I was innocently riding my bike one morning and noticed I was carrying around something that felt bad, something a bit cringing and small, something clearly not aligned with the present moment! That now-moment was all about a vast blue sky, big, full trees at a positively gloating level of summer foliage, a soundtrack of joyful, singing birds, and just enough freshness in the air to feel skin-delicious on a bike. Why, riding through this scene, would I allow any bizarre, niggling feeling to kind of whine inside me?
So I felt into the sensation. I breathed into it. I realized it was guilt about something I’d consumed that my body wasn’t happy with. In truth, it wasn’t a big deal on the physical level. It just made me feel not my best—okay, it made me weirdly bloated, which I hate—and, if past experience served, it was likely to affect my sense of wellness or ease in my own body for the whole day. It was also true that I know what to put in my body to feel good, and still, I’d made a choice that doesn’t work for my total well-being.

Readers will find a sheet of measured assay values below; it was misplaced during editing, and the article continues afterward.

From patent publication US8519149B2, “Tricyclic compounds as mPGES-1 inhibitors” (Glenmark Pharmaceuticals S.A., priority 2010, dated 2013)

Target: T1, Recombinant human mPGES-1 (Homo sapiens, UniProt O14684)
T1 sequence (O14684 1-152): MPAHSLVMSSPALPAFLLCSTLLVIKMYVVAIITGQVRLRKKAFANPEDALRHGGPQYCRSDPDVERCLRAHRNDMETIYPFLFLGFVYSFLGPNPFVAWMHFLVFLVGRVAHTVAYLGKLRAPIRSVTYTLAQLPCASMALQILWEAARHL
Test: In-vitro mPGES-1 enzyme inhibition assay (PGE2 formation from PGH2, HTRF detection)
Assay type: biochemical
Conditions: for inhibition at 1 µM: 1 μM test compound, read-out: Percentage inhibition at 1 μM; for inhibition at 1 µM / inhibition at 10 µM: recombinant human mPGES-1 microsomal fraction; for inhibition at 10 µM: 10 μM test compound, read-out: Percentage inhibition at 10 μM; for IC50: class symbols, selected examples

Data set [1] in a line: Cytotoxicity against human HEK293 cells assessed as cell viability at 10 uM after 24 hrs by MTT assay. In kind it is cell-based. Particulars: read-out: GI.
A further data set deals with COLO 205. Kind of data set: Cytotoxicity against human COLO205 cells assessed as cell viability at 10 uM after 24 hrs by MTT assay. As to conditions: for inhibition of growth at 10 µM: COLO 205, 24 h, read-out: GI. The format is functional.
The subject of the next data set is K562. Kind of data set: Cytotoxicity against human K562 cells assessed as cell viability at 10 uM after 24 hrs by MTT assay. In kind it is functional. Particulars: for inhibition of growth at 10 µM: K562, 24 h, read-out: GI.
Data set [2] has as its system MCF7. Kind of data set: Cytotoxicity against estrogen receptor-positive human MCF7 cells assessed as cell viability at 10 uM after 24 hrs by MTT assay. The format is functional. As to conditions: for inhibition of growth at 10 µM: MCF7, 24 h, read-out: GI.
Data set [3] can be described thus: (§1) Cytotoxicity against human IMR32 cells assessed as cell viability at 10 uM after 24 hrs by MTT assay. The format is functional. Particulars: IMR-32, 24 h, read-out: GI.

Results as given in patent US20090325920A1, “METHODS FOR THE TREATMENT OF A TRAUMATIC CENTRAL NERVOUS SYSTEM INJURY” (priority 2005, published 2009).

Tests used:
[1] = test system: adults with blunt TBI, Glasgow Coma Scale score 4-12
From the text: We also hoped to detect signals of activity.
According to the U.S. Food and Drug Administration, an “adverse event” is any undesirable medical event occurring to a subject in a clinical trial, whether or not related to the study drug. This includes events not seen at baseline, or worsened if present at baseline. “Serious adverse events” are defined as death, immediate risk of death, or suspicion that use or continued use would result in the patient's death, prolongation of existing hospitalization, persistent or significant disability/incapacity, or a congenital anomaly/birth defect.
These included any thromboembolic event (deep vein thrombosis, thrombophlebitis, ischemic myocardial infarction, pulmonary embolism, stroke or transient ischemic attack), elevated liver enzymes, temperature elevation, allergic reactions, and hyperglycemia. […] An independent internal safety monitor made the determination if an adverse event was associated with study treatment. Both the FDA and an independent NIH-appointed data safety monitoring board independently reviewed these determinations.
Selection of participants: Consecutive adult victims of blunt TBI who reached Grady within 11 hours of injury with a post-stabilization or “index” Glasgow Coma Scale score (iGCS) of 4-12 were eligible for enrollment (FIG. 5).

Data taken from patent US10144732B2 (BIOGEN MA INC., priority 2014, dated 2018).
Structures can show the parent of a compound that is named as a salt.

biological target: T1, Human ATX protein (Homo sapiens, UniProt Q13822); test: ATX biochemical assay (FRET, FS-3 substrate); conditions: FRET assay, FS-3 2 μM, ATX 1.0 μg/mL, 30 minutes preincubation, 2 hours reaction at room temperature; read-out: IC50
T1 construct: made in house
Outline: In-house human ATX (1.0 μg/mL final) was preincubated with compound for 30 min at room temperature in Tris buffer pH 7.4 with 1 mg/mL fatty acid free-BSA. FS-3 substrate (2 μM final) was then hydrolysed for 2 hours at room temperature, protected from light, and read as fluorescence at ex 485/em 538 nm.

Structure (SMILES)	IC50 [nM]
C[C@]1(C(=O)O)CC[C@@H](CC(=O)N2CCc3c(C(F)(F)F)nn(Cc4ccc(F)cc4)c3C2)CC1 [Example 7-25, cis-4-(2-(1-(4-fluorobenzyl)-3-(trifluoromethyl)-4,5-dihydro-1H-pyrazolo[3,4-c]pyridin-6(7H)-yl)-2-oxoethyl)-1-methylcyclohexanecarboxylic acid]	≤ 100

I’m using an innocuous example because it’s ridiculous what we walk around feeling guilty about—and have you noticed that the guilt can exist nonverbally, as a vague sense of being wrong and bad, without having many (or any) thoughts attached to it? Just enough quiet, hissing presence to ruin your peace?
So I rolled my eyes at the guilt (because I also believe that guilt is a liar) and this question came in as I leaned into the left turn onto Utica: How long do I have to do penance for this?
The question was gorgeous. Seriously. Wow. Ask yourself this for the stain on the new shirt, the affair, the forgotten email, the failed job that changed your career trajectory—ask yourself this for guilt of any magnitude, anywhere in your life.
Let me quickly decipher perceived guilt from actual guilt.